Today’s Lectio Divina: When he was still a long way off, his father saw him. His heart pounding, he ran out, embraced him, and kissed him…The older brother stalked off in an angry sulk and refused to join in…His father said, ‘Son, you don’t understand. You’re with me all the time, and everything that is mine is yours—but this is a wonderful time, and we had to celebrate. This brother of yours was dead, and he’s alive! He was lost, and he’s found!’ Luke 15: 20,28, 31-32 (MsgB)
The Lord’s Prayer has become the most commonly recited prayer in all of Christendom.
Most of us are so very familiar with it, we can roll it off our tongues without ever giving a second thought to what we’re saying. That’s really unfortunate, because when Jesus first offered this prayer in response to His one disciple’s request, “Lord, teach us to pray, as John taught his disciples (Luke 11:1)”, the first words to come out of His mouth must have shocked these men beyond belief.
You see, up until the time of Jesus, God’s people, who fully understood the huge gap between a holy God and sinful human beings, would never be pretentious enough to address God in the way Jesus does here. The ancient writings of the Hebrews tell us that Moses was the only one amongst God’s people who had the unique opportunity to catch a quick glimpse of the face of God, let alone have the honor of speaking directly with the Almighty. Keep in mind that the Hebrew name for God was so holy amongst those who considered themselves close to the Divine, that the Israelites actually forgot how to speak the word, using only four letters, YHWH, to write it down on special occasions!
So, when Jesus begins His prayer to YHWH with the Hebrew word Ab, or in Aramaic, Abba, (which translates into English as Daddy or Poppa), I’m guessing the disciples, who were all Scripture-abiding Jews, nearly lost it. Yet, if we take a closer look in the Gospels, we find that Jesus of Nazareth made a regular habit of calling YHWH, His Father. In John’s Gospel alone, Jesus refers to God as Father 156 times! Many believe that it’s this Father/Son relationship Jesus speaks of so frequently which became the primary offense that caused most of the Jewish leaders to reject Him, insisting that He be crucified for such ugly blasphemy.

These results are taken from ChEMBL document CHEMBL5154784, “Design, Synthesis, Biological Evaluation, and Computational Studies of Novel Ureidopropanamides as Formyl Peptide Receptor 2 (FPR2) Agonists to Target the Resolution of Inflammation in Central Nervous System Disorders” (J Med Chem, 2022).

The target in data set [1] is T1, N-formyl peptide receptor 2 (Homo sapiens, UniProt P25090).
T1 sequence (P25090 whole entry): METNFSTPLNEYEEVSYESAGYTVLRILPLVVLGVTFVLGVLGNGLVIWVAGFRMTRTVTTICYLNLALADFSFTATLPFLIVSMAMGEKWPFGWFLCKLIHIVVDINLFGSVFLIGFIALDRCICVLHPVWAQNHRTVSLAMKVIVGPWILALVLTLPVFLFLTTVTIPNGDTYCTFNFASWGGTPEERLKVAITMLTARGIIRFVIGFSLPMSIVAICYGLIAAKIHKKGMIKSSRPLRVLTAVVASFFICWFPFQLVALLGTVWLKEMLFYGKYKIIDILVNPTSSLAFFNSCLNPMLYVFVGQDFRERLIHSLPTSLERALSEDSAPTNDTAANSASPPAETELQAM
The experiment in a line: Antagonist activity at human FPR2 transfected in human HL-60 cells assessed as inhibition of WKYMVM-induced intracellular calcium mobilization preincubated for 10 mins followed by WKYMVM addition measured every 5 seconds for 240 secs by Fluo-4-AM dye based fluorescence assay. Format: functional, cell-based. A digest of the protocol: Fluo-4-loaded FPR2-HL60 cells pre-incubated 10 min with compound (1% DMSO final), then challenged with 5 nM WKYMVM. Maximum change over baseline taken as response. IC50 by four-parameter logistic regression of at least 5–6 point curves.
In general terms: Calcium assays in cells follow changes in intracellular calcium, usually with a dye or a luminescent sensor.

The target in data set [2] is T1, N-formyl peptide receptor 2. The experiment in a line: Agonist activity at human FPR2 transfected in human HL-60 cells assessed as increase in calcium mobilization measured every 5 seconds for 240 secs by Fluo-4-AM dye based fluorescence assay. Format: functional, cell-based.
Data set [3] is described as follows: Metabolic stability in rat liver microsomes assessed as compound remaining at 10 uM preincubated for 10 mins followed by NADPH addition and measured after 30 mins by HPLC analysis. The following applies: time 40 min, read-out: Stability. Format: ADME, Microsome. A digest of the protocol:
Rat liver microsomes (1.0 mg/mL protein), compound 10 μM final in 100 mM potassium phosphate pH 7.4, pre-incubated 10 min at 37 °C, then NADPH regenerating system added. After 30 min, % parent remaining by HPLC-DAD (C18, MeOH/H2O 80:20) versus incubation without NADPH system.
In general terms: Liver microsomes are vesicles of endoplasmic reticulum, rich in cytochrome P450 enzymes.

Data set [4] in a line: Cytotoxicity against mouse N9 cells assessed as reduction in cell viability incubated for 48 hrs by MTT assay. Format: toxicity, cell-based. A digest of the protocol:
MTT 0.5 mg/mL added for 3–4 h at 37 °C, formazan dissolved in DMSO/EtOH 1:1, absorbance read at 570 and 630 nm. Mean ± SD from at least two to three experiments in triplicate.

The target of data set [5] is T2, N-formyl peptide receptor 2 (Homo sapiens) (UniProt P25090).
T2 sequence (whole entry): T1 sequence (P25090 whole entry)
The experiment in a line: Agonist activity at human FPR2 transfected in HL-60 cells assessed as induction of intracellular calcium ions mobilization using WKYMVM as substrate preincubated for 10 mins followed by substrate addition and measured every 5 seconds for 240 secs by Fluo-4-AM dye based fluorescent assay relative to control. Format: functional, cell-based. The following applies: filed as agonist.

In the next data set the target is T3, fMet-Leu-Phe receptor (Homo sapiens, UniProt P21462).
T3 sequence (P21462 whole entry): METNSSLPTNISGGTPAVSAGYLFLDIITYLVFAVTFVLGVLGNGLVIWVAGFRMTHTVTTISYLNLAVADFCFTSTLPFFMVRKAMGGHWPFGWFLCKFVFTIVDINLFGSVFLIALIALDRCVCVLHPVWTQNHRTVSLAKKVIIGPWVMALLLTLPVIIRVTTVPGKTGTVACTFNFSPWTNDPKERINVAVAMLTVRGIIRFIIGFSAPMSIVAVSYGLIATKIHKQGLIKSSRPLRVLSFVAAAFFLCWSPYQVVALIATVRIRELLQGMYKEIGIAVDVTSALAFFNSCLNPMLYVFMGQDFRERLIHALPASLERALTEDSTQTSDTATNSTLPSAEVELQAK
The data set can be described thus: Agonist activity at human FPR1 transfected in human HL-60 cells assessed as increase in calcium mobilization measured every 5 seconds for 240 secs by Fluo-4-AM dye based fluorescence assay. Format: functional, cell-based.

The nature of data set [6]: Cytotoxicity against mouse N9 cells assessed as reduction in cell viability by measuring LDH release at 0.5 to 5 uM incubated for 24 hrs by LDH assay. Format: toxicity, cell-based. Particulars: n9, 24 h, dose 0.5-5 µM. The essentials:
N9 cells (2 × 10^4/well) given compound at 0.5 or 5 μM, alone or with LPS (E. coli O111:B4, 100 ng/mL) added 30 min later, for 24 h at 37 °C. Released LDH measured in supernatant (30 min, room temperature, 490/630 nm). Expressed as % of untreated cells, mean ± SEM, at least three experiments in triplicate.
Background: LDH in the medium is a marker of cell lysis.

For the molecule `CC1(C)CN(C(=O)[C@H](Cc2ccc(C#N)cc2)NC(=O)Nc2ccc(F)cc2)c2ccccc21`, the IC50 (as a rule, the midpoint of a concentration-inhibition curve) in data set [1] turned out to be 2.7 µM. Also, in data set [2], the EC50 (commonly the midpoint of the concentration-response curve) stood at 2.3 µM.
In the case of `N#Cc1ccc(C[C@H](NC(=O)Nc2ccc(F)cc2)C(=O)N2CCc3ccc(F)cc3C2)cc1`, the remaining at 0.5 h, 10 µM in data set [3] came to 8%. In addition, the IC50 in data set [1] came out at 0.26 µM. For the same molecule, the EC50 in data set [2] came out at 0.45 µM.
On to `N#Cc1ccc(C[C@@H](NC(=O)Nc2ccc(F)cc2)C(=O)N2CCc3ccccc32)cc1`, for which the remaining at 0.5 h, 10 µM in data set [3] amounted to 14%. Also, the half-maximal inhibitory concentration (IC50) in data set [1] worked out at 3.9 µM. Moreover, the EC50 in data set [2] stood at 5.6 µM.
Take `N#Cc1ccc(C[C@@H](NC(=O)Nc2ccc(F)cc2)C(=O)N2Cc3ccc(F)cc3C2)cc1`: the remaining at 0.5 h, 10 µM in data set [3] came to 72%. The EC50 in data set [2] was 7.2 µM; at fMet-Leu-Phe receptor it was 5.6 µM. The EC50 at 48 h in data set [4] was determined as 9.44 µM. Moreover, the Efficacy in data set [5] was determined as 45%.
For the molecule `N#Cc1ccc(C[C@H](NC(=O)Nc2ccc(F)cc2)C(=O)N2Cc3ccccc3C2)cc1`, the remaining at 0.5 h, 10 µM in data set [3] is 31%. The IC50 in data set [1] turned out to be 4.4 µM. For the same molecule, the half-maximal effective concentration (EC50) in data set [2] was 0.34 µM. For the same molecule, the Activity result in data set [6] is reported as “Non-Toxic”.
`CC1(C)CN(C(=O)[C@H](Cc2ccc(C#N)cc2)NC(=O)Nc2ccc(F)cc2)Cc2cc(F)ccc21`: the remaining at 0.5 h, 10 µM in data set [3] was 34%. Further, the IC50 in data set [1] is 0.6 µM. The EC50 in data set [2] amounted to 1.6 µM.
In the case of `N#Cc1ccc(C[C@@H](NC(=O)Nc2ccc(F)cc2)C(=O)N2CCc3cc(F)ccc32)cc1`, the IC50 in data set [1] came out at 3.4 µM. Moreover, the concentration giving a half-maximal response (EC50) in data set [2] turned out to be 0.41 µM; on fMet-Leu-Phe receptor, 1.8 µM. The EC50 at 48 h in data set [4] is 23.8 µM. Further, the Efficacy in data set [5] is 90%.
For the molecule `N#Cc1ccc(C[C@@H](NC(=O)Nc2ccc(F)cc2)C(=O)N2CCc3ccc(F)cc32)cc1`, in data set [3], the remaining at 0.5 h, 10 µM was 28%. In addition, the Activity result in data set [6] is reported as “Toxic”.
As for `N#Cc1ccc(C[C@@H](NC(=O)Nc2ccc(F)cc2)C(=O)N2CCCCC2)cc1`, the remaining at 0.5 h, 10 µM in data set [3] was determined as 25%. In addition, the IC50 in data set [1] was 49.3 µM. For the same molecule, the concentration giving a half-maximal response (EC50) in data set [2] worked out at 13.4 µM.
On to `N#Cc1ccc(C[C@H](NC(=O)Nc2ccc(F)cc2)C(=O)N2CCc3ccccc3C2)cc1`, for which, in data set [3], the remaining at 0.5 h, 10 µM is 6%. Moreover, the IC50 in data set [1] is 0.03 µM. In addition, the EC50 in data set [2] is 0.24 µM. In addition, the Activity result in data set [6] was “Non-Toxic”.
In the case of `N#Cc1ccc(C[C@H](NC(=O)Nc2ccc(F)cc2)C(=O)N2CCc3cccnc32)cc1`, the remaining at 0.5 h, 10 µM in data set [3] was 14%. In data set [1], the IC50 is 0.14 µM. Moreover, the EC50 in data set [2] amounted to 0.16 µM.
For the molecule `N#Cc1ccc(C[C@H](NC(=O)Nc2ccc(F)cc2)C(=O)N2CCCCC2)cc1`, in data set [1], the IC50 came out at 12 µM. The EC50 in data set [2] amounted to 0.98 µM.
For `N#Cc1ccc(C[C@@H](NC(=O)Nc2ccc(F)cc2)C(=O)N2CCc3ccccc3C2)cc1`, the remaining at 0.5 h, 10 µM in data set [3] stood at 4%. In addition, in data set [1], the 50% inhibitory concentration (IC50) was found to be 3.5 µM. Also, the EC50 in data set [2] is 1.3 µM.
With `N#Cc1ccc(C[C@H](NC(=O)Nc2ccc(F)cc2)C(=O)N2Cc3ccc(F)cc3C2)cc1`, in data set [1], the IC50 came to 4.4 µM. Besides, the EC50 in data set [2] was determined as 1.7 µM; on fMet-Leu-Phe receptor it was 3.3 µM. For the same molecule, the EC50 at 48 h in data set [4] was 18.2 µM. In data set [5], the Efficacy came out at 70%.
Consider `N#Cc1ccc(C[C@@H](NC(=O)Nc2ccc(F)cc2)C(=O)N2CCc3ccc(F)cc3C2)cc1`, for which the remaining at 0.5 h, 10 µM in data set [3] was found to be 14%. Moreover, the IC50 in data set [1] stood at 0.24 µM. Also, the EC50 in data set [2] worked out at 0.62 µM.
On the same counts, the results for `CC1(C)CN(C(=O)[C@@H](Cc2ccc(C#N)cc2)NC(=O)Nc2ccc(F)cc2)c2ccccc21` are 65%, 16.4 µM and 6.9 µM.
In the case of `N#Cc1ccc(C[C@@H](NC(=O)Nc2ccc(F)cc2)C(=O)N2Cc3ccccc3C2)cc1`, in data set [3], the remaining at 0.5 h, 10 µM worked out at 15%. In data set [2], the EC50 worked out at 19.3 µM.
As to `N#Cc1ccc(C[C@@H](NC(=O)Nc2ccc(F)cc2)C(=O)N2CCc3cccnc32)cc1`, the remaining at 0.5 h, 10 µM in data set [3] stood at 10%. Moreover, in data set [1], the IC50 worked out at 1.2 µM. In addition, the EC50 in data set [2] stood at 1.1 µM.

Sadly today, it seems we’ve almost gone to the other extreme in our respect and understanding of the words we use as we recite The Lord’s Prayer. The phrase, Our Father, has become so common to us today, we fly over the words quickly, failing to realize that it’s this one phrase that actually distinguishes true Christianity from every other religion on the planet!
You see, the idea that God, the Almighty, the Holy Divine Creator of the Heavens and the Earth, the Perfect One with no beginning (Alpha) and no end (Omega) wants to be known as Abba Father is revolutionary. As Brennan Manning puts it in his excellent book Abba’s Child, it’s nothing less than scandalous to believe that this holy God, known only in the past as the Great I AM, actually desires to be known as our loving Daddy!
In one of Jesus’ most impressive teachings on this amazing Father-heart of God theme, (see Luke 15: 11-32) He tells His friends a story about a father with two wayward sons, both of whom had very little realization that their father was not like the typical Middle Eastern patriarch who wielded power and authority over all they owned. No, in Jesus’ story, the father is a tender-hearted, compassionate Poppa who extends amazing grace to both the sinner and to the self-righteous alike!